The majority of modern web applications are built as a single-page application, where the front-end is separated from the back-end. The back-end also usually is split into multiple services, following a microservices architecture. Cube.js embraces this approach. Conventionally, you run Cube.js back-end as a service. It manages the connection to your database, including queries queue, caching, pre-aggregation, and more. It also exposes an API for your front-end app to build dashboards and other analytics features. ... Analytics starts with the data and data resides in a database. That is the first thing we need to have in place. You most likely already have a database for your application, and usually, it is just fine to use for analytics. Modern popular databases such as Postgres or MySQL are well suited for a simple analytical workload. By simple, I mean a data volume with less than 1 billion rows. MongoDB is fine as well; the only thing you’ll need to add is MongoDB Connector for BI. It allows executing SQL code on top of your MongoDB data. It is free and can be easily downloaded from the MongoDB website. One more thing to keep in mind is replication. It is considered bad practice to run analytics queries against your production database mostly because of the performance issues.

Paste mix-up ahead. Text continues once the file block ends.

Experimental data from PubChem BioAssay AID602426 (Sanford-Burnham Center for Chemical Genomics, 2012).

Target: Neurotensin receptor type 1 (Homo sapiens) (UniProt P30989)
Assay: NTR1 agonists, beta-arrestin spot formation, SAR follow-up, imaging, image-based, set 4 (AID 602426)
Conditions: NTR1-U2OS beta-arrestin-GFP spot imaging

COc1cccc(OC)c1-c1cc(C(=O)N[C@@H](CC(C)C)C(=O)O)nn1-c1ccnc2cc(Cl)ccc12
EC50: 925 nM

John South of the Threat Intelligence Communication Team, Global Threat Intelligence Center at NTT Security, says: Finance is yet again on the top spot when it comes to targeted attacks, which surely is enough evidence to convince the board that cybersecurity is a must-have investment. Many financial organizations are moving forward with digital transformation but without prioritizing security as a core business requirement. While legacy methods and tools are still effective at providing a solid foundation for mitigation, new attack methods are continually being developed by malicious actors. Security leaders should ensure basic controls remain a primary focus but they must also embrace innovative solutions if they provide a good fit and true value. Mr. Fumitaka Takeuchi, Security Evangelist, Vice President, Managed Security Service Taskforce, Corporate Planning at NTT Communications, says: Many organizations are caught up in simply buying solutions to problems that either dont really exist, or a solution which costs more than the potential loss being prevented.